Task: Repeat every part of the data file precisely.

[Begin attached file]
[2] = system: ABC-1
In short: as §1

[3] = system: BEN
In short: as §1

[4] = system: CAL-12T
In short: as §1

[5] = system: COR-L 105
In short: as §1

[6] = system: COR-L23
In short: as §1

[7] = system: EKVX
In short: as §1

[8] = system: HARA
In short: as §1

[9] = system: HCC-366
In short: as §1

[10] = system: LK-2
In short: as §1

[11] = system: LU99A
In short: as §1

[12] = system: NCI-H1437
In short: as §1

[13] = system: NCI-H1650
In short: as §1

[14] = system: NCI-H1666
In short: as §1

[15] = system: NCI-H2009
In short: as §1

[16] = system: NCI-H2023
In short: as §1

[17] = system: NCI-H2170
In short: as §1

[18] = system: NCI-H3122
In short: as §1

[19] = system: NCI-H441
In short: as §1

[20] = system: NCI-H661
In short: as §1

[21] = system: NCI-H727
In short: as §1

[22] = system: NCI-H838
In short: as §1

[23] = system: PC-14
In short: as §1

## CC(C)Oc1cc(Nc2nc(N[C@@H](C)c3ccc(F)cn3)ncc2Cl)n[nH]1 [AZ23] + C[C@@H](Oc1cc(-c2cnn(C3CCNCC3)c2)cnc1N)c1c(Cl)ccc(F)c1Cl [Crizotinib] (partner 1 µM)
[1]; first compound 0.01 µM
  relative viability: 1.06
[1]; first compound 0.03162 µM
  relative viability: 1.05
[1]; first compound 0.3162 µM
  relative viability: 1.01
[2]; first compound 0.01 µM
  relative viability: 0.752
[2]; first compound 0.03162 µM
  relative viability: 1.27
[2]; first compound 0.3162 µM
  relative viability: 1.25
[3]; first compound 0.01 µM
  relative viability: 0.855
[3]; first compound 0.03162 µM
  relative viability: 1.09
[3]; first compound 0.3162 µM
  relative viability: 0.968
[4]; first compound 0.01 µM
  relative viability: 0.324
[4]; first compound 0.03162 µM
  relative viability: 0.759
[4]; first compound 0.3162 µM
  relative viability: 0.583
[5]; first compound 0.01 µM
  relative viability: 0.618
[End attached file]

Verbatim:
[2] = system: ABC-1
In short: as §1

[3] = system: BEN
In short: as §1

[4] = system: CAL-12T
In short: as §1

[5] = system: COR-L 105
In short: as §1

[6] = system: COR-L23
In short: as §1

[7] = system: EKVX
In short: as §1

[8] = system: HARA
In short: as §1

[9] = system: HCC-366
In short: as §1

[10] = system: LK-2
In short: as §1

[11] = system: LU99A
In short: as §1

[12] = system: NCI-H1437
In short: as §1

[13] = system: NCI-H1650
In short: as §1

[14] = system: NCI-H1666
In short: as §1

[15] = system: NCI-H2009
In short: as §1

[16] = system: NCI-H2023
In short: as §1

[17] = system: NCI-H2170
In short: as §1

[18] = system: NCI-H3122
In short: as §1

[19] = system: NCI-H441
In short: as §1

[20] = system: NCI-H661
In short: as §1

[21] = system: NCI-H727
In short: as §1

[22] = system: NCI-H838
In short: as §1

[23] = system: PC-14
In short: as §1

## CC(C)Oc1cc(Nc2nc(N[C@@H](C)c3ccc(F)cn3)ncc2Cl)n[nH]1 [AZ23] + C[C@@H](Oc1cc(-c2cnn(C3CCNCC3)c2)cnc1N)c1c(Cl)ccc(F)c1Cl [Crizotinib] (partner 1 µM)
[1]; first compound 0.01 µM
  relative viability: 1.06
[1]; first compound 0.03162 µM
  relative viability: 1.05
[1]; first compound 0.3162 µM
  relative viability: 1.01
[2]; first compound 0.01 µM
  relative viability: 0.752
[2]; first compound 0.03162 µM
  relative viability: 1.27
[2]; first compound 0.3162 µM
  relative viability: 1.25
[3]; first compound 0.01 µM
  relative viability: 0.855
[3]; first compound 0.03162 µM
  relative viability: 1.09
[3]; first compound 0.3162 µM
  relative viability: 0.968
[4]; first compound 0.01 µM
  relative viability: 0.324
[4]; first compound 0.03162 µM
  relative viability: 0.759
[4]; first compound 0.3162 µM
  relative viability: 0.583
[5]; first compound 0.01 µM
  relative viability: 0.618